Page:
Yujiao Mai


Yujiao Mai received her Bachelor degree in computer science and technology in 2005, Master degree in developmental psychology in 2008, and PhD in quantitative psychology in 2014 at South China Normal University. She then finished postdoc trainings in quantitative psychology at the University of Notre Dame, and biostatistics at the University of Central Florida and St. Jude Children's Research Hospital. Yujiao’s recent research interests include Applied statistical techniques for cancer survivorship research, structural equation modeling (SEM), psychological measurement, machine learning, and software development. She is currently seeking for a new position in the field of cancer research.

Yujiao is speaking at

March 15, 2021
1:00 pm - 2:00 pm



Authors: Yujiao Mai, To be determined; Deo Kumar Srivastava, St. Jude Children's Research Hospital; Kevin R. Krull, St. Jude Children's Research Hospital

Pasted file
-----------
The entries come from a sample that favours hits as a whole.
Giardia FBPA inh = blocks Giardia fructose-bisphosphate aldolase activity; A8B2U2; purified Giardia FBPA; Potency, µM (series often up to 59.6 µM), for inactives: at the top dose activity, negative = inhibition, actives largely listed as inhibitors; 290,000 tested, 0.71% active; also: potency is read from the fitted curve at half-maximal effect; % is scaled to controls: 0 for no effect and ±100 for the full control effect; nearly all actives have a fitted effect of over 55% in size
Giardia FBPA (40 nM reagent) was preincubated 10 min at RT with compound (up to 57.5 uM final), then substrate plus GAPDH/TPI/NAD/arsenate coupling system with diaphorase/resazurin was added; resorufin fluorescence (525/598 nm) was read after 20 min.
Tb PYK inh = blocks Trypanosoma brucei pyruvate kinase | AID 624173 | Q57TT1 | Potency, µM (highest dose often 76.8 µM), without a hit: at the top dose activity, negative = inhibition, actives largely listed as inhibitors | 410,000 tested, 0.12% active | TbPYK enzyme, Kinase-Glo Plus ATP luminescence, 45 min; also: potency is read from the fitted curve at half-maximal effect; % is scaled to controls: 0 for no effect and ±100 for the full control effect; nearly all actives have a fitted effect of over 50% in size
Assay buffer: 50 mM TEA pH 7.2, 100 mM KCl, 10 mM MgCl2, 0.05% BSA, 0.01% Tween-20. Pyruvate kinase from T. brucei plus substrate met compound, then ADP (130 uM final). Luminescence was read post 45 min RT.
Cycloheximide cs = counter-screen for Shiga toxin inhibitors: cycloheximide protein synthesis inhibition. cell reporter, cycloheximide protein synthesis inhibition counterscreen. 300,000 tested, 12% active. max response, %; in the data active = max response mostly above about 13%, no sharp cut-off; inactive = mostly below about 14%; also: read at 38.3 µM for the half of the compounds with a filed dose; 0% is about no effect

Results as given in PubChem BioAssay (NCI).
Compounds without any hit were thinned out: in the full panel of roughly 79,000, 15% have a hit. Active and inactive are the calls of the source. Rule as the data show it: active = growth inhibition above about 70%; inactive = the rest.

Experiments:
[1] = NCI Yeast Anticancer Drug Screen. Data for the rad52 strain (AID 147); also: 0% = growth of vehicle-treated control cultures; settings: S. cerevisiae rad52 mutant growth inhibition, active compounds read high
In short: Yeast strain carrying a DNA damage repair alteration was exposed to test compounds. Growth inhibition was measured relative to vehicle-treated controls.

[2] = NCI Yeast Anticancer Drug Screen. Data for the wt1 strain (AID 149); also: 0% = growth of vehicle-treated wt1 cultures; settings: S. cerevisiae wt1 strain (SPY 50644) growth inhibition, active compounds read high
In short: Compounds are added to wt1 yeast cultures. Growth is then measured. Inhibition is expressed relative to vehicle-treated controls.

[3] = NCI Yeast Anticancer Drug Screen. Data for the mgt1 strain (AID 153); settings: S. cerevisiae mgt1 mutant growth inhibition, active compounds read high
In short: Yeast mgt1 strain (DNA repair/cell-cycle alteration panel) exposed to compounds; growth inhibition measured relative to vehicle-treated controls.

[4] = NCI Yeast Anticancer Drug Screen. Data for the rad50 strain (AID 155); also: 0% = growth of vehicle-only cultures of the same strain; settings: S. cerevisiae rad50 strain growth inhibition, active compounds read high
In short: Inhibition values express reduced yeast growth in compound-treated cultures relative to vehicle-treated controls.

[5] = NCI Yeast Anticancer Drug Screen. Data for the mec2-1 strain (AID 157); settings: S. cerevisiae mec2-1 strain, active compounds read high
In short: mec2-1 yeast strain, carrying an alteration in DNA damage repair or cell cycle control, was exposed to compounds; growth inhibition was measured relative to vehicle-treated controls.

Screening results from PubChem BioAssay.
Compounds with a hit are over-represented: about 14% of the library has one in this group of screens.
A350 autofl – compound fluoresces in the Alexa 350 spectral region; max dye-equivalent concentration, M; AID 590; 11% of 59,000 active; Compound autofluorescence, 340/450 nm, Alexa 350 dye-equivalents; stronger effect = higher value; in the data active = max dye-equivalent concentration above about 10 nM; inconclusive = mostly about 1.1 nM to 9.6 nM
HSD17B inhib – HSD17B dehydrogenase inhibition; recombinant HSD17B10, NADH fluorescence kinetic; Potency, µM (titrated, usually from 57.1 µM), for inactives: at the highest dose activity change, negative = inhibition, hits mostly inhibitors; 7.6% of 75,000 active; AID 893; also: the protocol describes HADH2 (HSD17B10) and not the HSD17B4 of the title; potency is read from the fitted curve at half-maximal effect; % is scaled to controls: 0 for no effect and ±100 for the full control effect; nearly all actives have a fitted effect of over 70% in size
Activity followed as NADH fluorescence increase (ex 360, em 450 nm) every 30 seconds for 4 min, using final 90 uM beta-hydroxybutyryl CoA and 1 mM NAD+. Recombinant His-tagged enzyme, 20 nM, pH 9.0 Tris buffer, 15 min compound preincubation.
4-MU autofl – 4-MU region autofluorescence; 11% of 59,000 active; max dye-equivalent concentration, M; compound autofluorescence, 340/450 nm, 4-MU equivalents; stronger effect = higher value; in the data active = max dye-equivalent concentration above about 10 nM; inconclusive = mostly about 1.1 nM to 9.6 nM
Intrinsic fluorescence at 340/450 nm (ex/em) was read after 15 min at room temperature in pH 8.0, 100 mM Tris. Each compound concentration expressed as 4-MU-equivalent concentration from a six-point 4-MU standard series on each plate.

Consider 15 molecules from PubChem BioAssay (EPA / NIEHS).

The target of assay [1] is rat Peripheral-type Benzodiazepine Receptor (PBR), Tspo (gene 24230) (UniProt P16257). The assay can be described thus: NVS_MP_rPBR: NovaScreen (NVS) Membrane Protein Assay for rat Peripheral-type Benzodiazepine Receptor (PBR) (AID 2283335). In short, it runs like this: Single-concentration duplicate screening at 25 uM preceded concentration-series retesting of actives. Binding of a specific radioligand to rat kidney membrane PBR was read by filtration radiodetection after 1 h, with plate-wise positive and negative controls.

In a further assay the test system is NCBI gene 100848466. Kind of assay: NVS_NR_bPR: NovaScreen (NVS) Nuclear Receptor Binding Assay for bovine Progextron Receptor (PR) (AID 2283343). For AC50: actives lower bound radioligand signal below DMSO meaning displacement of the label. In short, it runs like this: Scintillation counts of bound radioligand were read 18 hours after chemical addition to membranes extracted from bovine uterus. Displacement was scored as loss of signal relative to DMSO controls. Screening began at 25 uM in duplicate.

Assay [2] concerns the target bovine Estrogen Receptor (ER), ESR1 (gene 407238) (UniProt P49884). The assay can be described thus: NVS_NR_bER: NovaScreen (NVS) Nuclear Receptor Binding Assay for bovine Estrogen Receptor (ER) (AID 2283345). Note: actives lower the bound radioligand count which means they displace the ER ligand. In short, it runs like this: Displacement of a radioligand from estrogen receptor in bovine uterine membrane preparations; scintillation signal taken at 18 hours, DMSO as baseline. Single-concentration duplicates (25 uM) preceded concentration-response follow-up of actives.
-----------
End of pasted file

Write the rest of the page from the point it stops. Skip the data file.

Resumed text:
The sum score of multiple items is commonly used in clinical practice to measure an intended variable/construct but, often, is not very reliable and could lead to incorrect diagnosis or statistical inference. It is important to assess the composite reliability (CR) of the sum score before using it instead of its alternatives, factor-score and latent-variable methods. Cronbach alpha has been popular in estimating CR regardless of its often under- or over-estimation of the CR. MacDonald omega is more accurate but less easy-to-use. However, both methods are not appropriate for multidimensional scales with overlapping items that are related to more than one construct. This study proposes a new CR coefficient, Omega-ESEM, based on exploratory structural equation modeling (ESEM) to overcome this limitation. Extensive Monte Carlo simulations show that Omega-ESEM generally outperforms MacDonald Omega and Cronbach alpha in terms of accuracy, precision, and coverage rates of confidence interval. We implement Omega-ESEM in an R package and apply it to evaluate the CR of PedsQL Multidimensional Fatigue Scale among young adult cancer survivors and provide a guideline for scoring the scale.

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